# Odds Converter Betting Tool

Convert any odds with our odds converter betting tool. Type in the odds you wish to convert into any of the 3 fields: fractional, decimal or moneyline, hit the convert button and **our calculator will take care of the odds conversion for you**. The tool allows you to convert any fractional (British), decimal (European / Australian) or moneyline (American) odds. You can also enter your proposed bet amount and the **tool will calculate the profit** and implied probability of the bet.

Oddsconverter.org is a not-for-profit website that strives to simplify the process of converting odds by providing a free odds converter tool for the benefit of everyone. Our site has been designed to make odds conversion informative, simple and accessible; it can be accessed via desktop, laptop, tablet or smartphone.

## Different types of bookmaker odds

Odds are displayed differently in different countries and on various sports betting websites. For example, the United Kingdom has traditionally used fractional odds. However, close by in mainland Europe, decimal odds are the norm. To complicate matters further, moneyline odds are used in the United States. The reason they do this is primarily historical, odds have always been displayed this way and bookmakers and consumers have simply got use to it. **Our odds conversion tool will display any odds that you want across all three different formats**.

### Fractional Odds

Fractional odds originated in the United Kingdom and are primarily used there today. Fractional odds are sometimes known as ‘Traditional’ or ‘British’ odds. The price quoted by the bookmaker or sportsbook about an outcome is quoted as a fraction, hence the name fractional.

For example:

For an outcome that a sportsbook quotes at moneyline odds of +150, or $2.50, the odds will be displayed as 3/2. This means that for every $2 staked on the event, $3 will be returned in winnings.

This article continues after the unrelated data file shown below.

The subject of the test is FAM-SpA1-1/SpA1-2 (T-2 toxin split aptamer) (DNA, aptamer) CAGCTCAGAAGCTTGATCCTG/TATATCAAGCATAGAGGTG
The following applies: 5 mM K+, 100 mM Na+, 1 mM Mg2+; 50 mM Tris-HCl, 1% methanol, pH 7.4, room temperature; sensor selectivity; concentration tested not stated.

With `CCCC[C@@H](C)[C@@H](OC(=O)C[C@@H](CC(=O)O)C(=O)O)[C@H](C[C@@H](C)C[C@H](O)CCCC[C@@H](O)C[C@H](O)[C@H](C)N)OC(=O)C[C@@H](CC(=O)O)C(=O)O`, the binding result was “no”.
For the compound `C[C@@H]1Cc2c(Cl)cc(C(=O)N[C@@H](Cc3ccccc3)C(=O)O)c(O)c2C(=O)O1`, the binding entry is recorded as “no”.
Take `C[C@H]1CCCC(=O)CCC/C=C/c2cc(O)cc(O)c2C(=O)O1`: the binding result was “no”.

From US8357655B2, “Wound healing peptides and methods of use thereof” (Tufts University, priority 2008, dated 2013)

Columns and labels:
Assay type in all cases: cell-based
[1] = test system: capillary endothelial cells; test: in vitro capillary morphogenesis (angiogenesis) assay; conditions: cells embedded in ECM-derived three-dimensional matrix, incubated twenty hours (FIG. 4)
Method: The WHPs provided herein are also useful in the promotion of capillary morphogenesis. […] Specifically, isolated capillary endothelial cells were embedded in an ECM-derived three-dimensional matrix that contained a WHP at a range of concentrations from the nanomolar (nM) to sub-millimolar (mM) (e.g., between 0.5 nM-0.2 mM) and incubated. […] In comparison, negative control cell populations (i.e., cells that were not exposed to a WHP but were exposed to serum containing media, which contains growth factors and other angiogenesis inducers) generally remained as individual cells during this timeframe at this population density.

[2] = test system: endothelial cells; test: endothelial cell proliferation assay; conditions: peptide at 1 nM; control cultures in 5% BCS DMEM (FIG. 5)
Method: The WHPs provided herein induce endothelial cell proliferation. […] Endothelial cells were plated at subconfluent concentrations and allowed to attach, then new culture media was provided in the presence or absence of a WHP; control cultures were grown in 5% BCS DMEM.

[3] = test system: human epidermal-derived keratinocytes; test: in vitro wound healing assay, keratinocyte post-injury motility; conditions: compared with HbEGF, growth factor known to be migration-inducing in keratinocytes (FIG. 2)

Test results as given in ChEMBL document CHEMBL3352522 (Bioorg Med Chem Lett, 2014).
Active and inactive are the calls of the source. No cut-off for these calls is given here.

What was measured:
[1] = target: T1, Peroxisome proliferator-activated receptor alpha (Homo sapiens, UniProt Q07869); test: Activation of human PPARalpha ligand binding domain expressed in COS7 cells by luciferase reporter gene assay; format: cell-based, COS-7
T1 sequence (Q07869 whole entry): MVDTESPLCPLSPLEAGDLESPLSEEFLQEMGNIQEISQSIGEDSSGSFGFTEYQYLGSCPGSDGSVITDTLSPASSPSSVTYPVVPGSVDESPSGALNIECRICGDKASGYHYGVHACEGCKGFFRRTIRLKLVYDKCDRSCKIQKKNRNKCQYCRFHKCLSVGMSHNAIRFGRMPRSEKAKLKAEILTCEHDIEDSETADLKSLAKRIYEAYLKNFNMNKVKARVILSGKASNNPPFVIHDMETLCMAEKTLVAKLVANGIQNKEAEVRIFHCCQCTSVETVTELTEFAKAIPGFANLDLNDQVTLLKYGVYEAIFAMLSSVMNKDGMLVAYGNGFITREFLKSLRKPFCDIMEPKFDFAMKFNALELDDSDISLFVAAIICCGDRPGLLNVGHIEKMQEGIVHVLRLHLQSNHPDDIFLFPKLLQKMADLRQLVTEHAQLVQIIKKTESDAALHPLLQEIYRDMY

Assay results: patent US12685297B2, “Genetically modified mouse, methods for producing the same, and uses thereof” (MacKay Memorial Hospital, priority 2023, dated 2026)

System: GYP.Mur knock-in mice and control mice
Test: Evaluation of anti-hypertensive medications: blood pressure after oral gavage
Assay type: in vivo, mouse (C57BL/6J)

For a list of popular UK bookmakers, see here

*One difference between decimal and fractional odds is that the stake is not calculated into the quote price for fractional odds.

### Decimal Odds

Decimal odds are used mostly in mainland Europe, Australia, New Zealand and Canada. Odds are displayed in decimal format. The total return (stake + winnings is included in the quote).

Example:

Let’s look at the odds of a football match. If the odds of Arsenal winning a football match are 5/2 or +250 to win the match, then **the decimal odds will be displayed as $3.50**. A $1 bet stake will return $3.50, which includes the profit plus the original bet stake. Use our odds converter to convert any decimal odds.

### Moneyline (American) Odds

**The Moneyline system, sometimes referred to as ‘American Odds’**, is used throughout the United States of America. Reading the odds varies depending on whether there is a minus (-) sign or a positive (+) sign displayed before the quote price. If a minus (-) is displayed, this number represents the total amount that is needed to be staked / risked in order to win $100.

Example:

If the Los Angeles Lakes are quoted at -250 to win a basketball match, this means that $250 dollars will need to be risked in order to win $100.

These odds equate to 2/5 in fractional and $1.40 in decimal formats.

A positive or plus (+) sign in front of the odds quote means that the odds displayed indicate the winnings that will be returned from a $100 bet.

For example: if the odds of a Denver Broncos win are +150, this means that a $100 bet will return a profit of $150, the stake of $100 will also be returned.

Odds of +150 equate to 3/2 or $2.50 in fractional and decimal formats.

### Implied probability

Implied probability is the likelihood that the outcome might eventuate given the odds that are being offered. It does not reflect the actual probability. We have included it in our odds converter tool because it assists by creating a reference point between the various odds.